The Museum of the Moving Image received the Royal seal of approval when Prince Charles attended the opening ceremony on Thursday 15th September 1988. There was much to recommend, particularly the way in which those responsible had succeeded in squeezing a pint into a half-pint pot. Tucked under Waterloo Bridge this seemingly impossible site has been expertly exploited.
Having climbed the impressive staircase and passed through the ticket gate, the visitor enters a world of audio-visual nostalgia. “The most important point one must make is that it is not like any other museum you have ever imagined. Museum is almost the wrong word to describe it for when you think of a museum you think of glass cabinets dust and objectivity,” I was advised by Sir Richard Attenborough. He continued, “Here, there is an arrangement of involvement and excitement as you walk around. The museum has been created to reflect the art form of our century contemporaneously. This is a place where people can come not only to look but to enjoy hands-on participation.” He turned to his companion Anthony Smith. “It has taken a long time – eight years, isn’t it, Tony?”
“Yes. The museum arranges and presents the history of people’s entertainment, setting up a whole series of visual experiences, and turning them into a story in a way no book, film or television programme could ever do. That was our intent and I believe we have succeeded,” – brilliantly! I have to add.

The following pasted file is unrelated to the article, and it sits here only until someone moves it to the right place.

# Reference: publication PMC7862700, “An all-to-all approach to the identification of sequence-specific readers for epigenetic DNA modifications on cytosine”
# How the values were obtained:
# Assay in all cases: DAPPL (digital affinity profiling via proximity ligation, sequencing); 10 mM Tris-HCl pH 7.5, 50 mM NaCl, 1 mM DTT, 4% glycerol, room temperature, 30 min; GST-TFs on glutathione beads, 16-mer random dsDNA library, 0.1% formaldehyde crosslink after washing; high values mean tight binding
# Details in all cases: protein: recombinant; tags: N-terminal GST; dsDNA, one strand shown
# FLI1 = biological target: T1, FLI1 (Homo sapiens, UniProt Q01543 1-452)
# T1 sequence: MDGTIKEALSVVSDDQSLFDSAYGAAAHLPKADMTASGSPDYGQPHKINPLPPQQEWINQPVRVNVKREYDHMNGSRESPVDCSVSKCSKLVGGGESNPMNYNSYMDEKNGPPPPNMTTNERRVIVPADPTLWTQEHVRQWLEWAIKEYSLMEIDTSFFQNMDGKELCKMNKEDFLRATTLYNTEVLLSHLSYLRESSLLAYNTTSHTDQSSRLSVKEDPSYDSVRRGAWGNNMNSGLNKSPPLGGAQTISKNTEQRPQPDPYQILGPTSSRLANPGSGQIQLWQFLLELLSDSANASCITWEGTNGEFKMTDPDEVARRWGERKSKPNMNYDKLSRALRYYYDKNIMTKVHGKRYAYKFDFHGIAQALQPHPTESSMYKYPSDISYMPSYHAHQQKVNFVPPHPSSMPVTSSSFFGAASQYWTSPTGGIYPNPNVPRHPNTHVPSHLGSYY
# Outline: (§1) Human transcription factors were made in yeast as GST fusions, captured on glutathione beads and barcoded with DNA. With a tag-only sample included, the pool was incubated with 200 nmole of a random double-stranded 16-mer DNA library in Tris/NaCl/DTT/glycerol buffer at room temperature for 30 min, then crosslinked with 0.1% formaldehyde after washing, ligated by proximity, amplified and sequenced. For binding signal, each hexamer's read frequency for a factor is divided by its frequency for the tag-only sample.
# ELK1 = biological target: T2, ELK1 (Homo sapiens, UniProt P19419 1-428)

Enough has been written about the museum’s content, suffice to say the experience should be enjoyed by young and old alike.
I headed for the room of animation. The entrance corridor has a wall papered with a pencil drawn sequence. Beyond, one passes into an octagonal room surrounded by glass walls through which can be seen memorabilia and the bric a brac of film production. Video screens show an endless succession of film clips past and present. At the desk in the centre of the room I found a man earnestly teaching a little girl the intricacies of making a flipper pad. In an adjoining corner near the exit is a mock-up of part of a typical studio. A painter inked cels while her partner shot line-tests, continually demonstrating the techniques and ready to answer any questions.
“Animator magazine!” I announced to the line test operator.
“Hallo there,” she smiled, “We are from Chuck Jones Enterprises. I’m Valerie Kausen, Chuck’s grand-daughter, sort of mixing business with pleasure. We’re acting demonstrators for the day. In the States we distribute Chuck’s cels through my mother’s company in Los Angeles.”
“It is big business in America, isn’t it?”
“Yes – particularly in the fine art houses.” Now isn’t that a sensible form of exploitation, marketing your own assets? One that has received little attention in this country. When studios face down-time then staff suffer cut backs. Isn’t this the very time to turn to making money from materials which traditionally have been regarded as scrap. John Coates told me of the lorry loads of cels and artwork carted off for destruction. If the ‘scrap’ is being regarded as a saleable commodity it would be foolish to ignore a simple easy way of recouping expenses. The Americans were not slow in taking cels and backgrounds from Yellow Submarine, Christmas Carol and Watership Down back to their country for release through the art houses.